Bit by bit. Many things to finish, but in general, tiny bits of progress. My eyes can't take much more than an hour or two a day. They go blurry and start hurting sometimes. I paint with my nose, someone once told me. I have some things that the detail I put in is so subtle that now I almost cannot see it!
Well, it looks a little better here as a small photo-image. I'm not happy with the background. First too dark, then too white, now too blue. Any suggestions appreciated. Otherwise, this supposed daily painting is going for a rest in the back of the studio, while I work on something else.
. Trying to paint this guy two inches long. Below, he's upside down biting some algae or something to eat off the coral rock. Parrot fish are named that because their two front teeth, upper and lower, are fused together, and look rather like a beak. Vegetarians, they 'graze' the coral reef. .
Well, not finished, but there he is. Spent an hour on two fish in the unpainted coral, just to wipe them off. Funny how you think it'll look OK, then returning from a break I see: fish too small. So you have to just wipe out what you've just done. Seat of the pants painting! Perhaps I should back up and do some planning!!!
Hmm, think I'll put a lobster in the "front corner" . . Two hours fiddling with the lobster. They are the dickens to paint! Meaning difficult. . . Wandered outside for a bit to rest the eyes, and when I looked at the painting again, "too small!" Owell, lobster, we'll try again tomorrow.
This is as close as I've ever been to a shark, in over a thousand dives. Here he comes, there he turns, and bye bye, there he goes back to deep water. In the bottom photo, the drop-off is clearly seen. The sandy area is about 100 feet deep, the drop-off goes to more than a mile deep, a mile offshore.
I guess at the closest, the big fish was sixty feet away. The flash of my camera probably frightened him. Her??
Here's where the camera starts playing it's tricks. The painting looks much whiter and smoother than this.
There are some flowers, and some corals, and some other things that look one way to the eye, but another to the camera. One blue pigment always photographs more purple than it is, so for paintings that are to be reproduced, this pigmant must be avoided. I think it's Prussian, but I'm probably wrong here. It's one that I've never used, anyway. My blues are Pthalo, Cerulean and Cobalt.
I was struggling with this, "It doesn't look like the photo at all", I thinking, haha. I felt the word, "Stop" inside my head, so this is it, for the sand. Thank you, Lord.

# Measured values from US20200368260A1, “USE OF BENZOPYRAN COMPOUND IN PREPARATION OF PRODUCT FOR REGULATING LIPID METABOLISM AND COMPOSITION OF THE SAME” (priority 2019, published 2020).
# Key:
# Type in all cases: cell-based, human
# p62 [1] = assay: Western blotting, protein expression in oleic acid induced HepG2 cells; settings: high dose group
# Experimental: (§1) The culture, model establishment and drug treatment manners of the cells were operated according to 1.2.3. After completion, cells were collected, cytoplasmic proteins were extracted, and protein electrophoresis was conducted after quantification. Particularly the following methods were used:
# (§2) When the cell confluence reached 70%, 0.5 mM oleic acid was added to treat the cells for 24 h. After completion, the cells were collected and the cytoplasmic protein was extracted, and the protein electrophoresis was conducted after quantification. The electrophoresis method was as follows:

Now to slosh on more white. And TRY to make myself leave some brush strokes!
For comic releif from my fanatical, perfectionist efforts at photo realism, I also paint non-objective abstracts. Perhaps I should post some of them, but perhaps in a different blog, so as to not confuse things.
And to look for a decent easle! This wobbly thing is driving me nuts! I cannot scrub with my paint brush without the canvas going sideways, and the whole shebang slips down sometimes. Wowee. I saw one advertised a while back that is designed and built by a painter frustrated by the same problems, it cost a fortune, BUT...
Had to cancel a seminar that I was to attend in Florida next week with Nicholas Simmons, one of the top water media painters in the USA. I'm still on steroids, still tire too easily, and am dizzy at times. And although I am not near 100% OK, I'm a million times better than when I came home early from Greece! With a compromised immune system, I think it best I stay off airplanes, away from strange cities, and just hang around my little Island home.
So here's a photo for you. I don't like to post without a picture of some sort. This is an Elkhorn Coral. They can get quite large, ten feet tall(3meters) This one is about five feet tall. They are one of the faster growing of corals, maybe a half an inch(2cm) a month. They break very easily, as they are quite brittle. Fish like to hang out in their shade, and snorkelling spear fishermen sometimes grab limbs of the Elkhorn, in order to stay still to aim and shoot, and accidentally break them off. I always want to build shelters for the fish designed so fishermen cannot get to the fish!
"When I buy St. Croix next year," is a favorite phrase of mine. If that Genie pops out of the bottle, my first wish would be for twenty trillion dollars! I could buy St Croix and make illegal to do any fishing at all! But people like to eat fish, so what to do? Make Tilapia taste really good, somehow. And make all my friends into millionaires! OK. Silly me.
This coral, along with Staghorn coral, is on the Endangered Species list. They fall prey to plant and soil diseases that have been washed into the sea by poor erosion control on land. Bonaire has some gorgeous stands of the much smaller Staghorn corals, but here in the U.S. Virgin Islands there is almost none left, boooooooo. But then I don't remember seeing Elkhorn in Bonaire, the other Island where I've done a lot of diving.